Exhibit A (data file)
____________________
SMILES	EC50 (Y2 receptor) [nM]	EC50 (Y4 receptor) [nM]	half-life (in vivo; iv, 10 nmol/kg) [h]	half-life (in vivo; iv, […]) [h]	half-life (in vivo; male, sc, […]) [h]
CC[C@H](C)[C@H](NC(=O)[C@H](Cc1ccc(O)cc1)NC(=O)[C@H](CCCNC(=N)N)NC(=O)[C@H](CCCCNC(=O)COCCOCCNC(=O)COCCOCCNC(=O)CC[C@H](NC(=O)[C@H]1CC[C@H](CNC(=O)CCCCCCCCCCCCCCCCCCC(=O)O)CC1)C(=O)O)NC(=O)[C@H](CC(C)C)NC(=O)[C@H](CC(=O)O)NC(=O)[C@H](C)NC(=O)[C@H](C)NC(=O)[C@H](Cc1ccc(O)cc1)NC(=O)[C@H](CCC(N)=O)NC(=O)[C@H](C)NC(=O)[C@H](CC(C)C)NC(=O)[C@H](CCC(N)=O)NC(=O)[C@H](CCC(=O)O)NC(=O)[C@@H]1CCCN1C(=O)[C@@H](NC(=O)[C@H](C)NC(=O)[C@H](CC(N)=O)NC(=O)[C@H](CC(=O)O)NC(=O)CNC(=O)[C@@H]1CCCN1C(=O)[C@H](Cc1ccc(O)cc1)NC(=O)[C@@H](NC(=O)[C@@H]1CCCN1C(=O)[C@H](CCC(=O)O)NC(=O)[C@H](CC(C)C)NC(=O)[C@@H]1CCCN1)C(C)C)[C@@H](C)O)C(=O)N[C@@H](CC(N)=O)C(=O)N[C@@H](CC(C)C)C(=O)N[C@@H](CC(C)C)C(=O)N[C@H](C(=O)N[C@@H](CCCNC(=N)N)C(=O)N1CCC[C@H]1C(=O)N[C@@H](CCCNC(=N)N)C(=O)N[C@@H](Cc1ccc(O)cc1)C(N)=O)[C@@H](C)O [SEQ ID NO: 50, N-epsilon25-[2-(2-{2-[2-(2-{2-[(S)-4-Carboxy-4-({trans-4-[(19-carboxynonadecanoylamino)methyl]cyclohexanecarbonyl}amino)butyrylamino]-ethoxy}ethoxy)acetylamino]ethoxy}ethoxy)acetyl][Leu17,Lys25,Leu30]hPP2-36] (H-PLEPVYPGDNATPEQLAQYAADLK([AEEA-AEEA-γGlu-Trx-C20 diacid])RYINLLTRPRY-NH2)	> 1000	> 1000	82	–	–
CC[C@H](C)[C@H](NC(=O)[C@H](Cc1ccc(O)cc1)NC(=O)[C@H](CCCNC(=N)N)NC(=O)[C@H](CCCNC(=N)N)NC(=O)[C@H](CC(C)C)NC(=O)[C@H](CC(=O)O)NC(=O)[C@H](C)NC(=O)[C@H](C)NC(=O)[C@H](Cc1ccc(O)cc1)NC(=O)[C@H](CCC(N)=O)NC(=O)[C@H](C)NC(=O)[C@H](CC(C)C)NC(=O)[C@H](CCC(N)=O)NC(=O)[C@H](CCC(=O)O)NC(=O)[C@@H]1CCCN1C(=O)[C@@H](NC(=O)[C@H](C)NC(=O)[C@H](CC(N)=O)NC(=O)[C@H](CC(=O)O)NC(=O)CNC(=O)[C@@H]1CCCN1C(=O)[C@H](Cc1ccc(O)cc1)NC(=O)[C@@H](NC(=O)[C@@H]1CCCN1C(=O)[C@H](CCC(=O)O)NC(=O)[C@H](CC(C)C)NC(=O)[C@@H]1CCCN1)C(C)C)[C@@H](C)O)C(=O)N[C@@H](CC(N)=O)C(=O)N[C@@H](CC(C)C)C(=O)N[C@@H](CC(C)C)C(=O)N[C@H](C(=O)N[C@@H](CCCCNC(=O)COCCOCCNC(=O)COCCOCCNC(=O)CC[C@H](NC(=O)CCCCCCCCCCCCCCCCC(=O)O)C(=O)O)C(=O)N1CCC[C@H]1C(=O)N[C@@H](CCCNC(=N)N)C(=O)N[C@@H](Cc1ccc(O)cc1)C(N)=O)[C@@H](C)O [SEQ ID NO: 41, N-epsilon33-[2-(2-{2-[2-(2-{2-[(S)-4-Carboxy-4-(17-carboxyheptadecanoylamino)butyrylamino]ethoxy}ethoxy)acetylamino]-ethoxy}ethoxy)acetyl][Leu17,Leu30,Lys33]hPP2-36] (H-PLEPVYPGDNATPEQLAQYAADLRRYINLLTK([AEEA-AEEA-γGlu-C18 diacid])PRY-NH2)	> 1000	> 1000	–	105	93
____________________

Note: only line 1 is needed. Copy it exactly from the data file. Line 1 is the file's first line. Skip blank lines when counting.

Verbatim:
SMILES	EC50 (Y2 receptor) [nM]	EC50 (Y4 receptor) [nM]	half-life (in vivo; iv, 10 nmol/kg) [h]	half-life (in vivo; iv, […]) [h]	half-life (in vivo; male, sc, […]) [h]